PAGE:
Stop & Smell The Roses – FRCC Westminster’s Library Tree Walk

Thursday, October 12th saw the Fall Tree Walk around FRCC’s Westminster Campus. Led by Kara Lucas, who serves as a public service librarian in the Westminster library, and Heather Yetzbacher a horticulture student and head horticulturist at Kent Denver Private School.

Students were led around the campus and shown varying tree species, such as Ash, Hawthorne, Bristlecone Pine, Kentucky Coffee Tree, Oak, and Plum. They met afterwards in the library for refreshments. The students were briefed on the species of trees, their origins, and their properties. They were also taught some identifications on the varying leafs and fruits on the arboreal. They started from the flagpoles outside of the rotunda, made their way around towards the art building, along the backside of the school where they were met with the twilight, and finally came to rest at the library. 

 Ava and Trinity were some of the participants on the tree walk.

“I like fall and wanted to see all the pretty colors,” said Ava.

Trinity stated, “I just like nature walks in general. I will stop by and admire the trees.” 

When asked what could be improved on the next nature walk, Ava and Trinity had this to say, “They made sure to walk at a pace where everyone could keep up, wait til everyone got there to talk about the trees,”Ava replied. “It’d be fun to see other trees on the campus, we have bushes, in the Spring we have flowers.”

“I honestly wanted to see the frickin, whatever those big leaf bushes were, outside the library. I kept looking at them like, they’re so big and tall and cool!” Trinity added, “I rely on my senses, I would’ve liked more encouragement for touch and smells. You’d get more out of it.”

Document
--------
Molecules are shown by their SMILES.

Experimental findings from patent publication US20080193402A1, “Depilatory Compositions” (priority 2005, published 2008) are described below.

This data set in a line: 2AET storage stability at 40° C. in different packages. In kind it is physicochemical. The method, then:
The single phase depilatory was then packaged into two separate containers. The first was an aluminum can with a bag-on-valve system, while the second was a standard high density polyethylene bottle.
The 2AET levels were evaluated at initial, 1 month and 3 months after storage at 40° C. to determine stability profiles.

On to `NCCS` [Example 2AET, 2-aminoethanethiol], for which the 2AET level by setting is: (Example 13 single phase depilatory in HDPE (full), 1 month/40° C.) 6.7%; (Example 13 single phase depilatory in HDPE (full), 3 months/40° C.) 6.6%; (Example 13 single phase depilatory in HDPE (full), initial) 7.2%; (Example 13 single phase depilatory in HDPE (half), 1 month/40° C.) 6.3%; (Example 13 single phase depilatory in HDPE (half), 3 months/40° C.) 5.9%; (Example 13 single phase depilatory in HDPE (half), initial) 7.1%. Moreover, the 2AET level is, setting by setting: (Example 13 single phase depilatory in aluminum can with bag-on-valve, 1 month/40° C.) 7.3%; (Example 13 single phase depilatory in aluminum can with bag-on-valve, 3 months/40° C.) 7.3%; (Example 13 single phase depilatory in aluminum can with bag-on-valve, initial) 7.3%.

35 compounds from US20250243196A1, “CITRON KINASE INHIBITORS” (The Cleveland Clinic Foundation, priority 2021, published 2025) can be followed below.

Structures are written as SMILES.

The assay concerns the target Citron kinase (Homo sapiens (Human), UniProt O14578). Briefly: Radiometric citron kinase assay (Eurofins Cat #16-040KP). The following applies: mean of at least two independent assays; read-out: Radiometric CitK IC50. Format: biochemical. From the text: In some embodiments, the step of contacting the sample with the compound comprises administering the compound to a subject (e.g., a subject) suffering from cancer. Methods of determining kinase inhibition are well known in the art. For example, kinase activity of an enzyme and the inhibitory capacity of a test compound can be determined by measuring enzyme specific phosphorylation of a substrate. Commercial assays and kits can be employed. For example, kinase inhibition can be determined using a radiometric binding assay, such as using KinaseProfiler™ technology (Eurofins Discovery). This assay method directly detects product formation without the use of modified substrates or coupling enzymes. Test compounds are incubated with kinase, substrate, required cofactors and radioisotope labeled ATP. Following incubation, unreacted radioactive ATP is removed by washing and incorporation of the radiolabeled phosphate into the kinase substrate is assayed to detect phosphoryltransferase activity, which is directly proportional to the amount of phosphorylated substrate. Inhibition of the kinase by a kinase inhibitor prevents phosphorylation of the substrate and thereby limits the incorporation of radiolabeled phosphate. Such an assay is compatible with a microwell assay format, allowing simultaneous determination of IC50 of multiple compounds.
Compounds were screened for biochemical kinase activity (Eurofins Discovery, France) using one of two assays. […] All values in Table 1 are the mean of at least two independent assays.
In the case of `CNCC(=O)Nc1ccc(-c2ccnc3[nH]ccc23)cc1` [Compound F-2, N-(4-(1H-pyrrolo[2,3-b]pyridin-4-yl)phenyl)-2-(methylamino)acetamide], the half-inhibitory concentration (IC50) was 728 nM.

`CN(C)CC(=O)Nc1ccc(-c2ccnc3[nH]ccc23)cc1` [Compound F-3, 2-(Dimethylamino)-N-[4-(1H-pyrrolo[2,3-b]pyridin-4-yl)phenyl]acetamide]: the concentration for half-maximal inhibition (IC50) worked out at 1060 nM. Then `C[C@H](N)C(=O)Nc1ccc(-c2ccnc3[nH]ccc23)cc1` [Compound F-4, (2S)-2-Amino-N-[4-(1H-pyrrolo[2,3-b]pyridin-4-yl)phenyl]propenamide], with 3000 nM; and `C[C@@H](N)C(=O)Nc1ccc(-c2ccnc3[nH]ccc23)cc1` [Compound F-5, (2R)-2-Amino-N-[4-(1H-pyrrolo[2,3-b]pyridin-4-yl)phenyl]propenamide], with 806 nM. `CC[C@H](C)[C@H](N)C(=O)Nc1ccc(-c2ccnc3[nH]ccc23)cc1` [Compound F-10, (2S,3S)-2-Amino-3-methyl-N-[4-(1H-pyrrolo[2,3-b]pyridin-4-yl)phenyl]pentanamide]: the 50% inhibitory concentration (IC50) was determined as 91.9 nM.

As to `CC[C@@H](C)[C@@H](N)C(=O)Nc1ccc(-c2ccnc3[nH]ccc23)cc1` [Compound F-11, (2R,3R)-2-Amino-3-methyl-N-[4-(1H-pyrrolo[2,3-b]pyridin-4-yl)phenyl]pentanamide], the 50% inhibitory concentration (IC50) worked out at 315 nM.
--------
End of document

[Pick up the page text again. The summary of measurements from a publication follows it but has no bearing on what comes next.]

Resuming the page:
FRCC is home to a multitude of species of trees, grasses, flowers, and bushes. On the walk, the students were greeted by the sight of native species such as Curly Dock, and Prairie Sunflowers. 

“I really like trees and really learning things, especially about the school, and I’d been seeing the posters around the school, and I didn’t have anything going on Today,” Cole Beird, another participant said. “I was mostly interested to find out, because, I know that a lot of the trees are planted, so I was like wondering if they planted them specifically ones thay are native so it looked like they just came here naturally, or if they just planted ones that were pretty,  or if they planted ones that were advantageous to being around the school. It was really cool to kinda see all the different trees we have from all the different continents, it’s like a mosh pit.”